Table of Contents
Now that I've decided to remove the lower ceiling I've also committed to removing the wall lining as well and deal with whatever work needs to be done to fix the room after that.
The main concern for me is that the timber wall plates may be glued to the plaster. There were a few nails into the plaster but the wall plates were mostly supported by the furring strips on the walls.
I have no choice but to break up the gyproc sheets (drywall) but the timber is salvagable for other projects.
1. The lower ceiling in a nice neat pile.
2. Light meets the original ceiling again after 36 years.
3. Wall sheets and ceiling joists removed.
There's going to be some work to do once the furring strips and the ceiling timber wall plates have been removed.
The dark green looks like the original colour underneath and below what I believe was a picture rail. It originally covered the whole wall to the ceiling. It is quite thin so I assume it's a lime wash rather than a skim coat. (I'm now almost certain it's milk paint.)
There are lots of holes around the nailing wedges.
The whole room up to the rail was wallpapered and half had been scraped off prior to lining the room, at which time I assume the decision was made to line the room instead.
Fortunately the wall plates are not glued to the wall but are nailed to the plaster and together at the corners and to the furring rails at the top. The furring stiles are all glued using what looks like a contact adhesive and nailed to the plaster.
To remove them I tried running up behind with a hacksaw blade, cutting through the glue spots and the nails. This was not very successful because the skim layer of plaster at the glue spots had mostly weakened and detached already. I decided to simply pry them gently off the wall and then patch.
The furring strips will go to the woodshed while the joists and plates will be used in future projects.
I'll have to remove the remaining wallpaper (half the room) and then see what treatment to apply to the walls after that. This carbide bladed tool is making quick work of removing the single layer of paper. It's also getting the bulk of the remaining contact adhesive off.
Wall pattern mystery
Images 4 and 5 show the wall with and without wallpaper respectively and exhibit the same ghosted design pattern (my attempted reproduction is in images 6 and 7). The pattern scales perfectly with the edges of the wallpaper so the pattern must be from it. I assume the wallpaper was not primed before an acrylic paint was put over it, allowing the acrylic paint to soak through the paper to the porous plaster and milk paint beneath, in turn causing the milk paint to mobilise back through the paper to the top paint layer.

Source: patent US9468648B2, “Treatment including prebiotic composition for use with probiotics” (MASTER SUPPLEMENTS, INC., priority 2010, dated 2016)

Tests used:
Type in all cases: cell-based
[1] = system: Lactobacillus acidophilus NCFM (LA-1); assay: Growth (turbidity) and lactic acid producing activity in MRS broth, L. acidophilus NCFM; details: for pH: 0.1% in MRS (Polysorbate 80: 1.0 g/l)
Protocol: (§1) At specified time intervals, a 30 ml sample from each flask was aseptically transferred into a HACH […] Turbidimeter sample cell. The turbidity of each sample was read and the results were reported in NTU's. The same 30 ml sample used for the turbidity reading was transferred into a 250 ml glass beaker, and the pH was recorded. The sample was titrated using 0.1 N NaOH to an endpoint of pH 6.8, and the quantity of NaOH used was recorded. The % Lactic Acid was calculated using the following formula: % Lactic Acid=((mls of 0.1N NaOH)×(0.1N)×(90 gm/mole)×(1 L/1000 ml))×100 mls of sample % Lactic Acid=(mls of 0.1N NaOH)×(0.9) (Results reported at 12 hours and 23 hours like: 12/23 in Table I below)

The patterns look like a minimalist art deco so could date from 1910's to 1940's. The pattern could represent only an outline or partial detail of the complete wallpaper pattern and so far attempting to remove the chartreus green paint with methylated spirit reveals only the underlying paper itself.
The paper has been painted over and the pattern is visible through the paint. Scraping some of the paper off it has the texture of blotting paper.
There's also a strip with a raised texture and jagged outline that doesn't align longitudinally with the pattern but it does with the angles, seen in image 7. It goes around the room under the picture rail and may simply be a separate but complimentary design.
None of this affects how the room will ultimately be finished except to document clues to the history and lives of those who have inhabited the home. Who chose the colours and designs and what influenced their choices? It's part of the enjoyment of working on the building now.
4. The chartreus green appears to have been painted over the top of some wallpaper. There's a design under it.
5. Could be the original milk paint wall colour, where the wall paper has been scraped off. It shows the same pattern.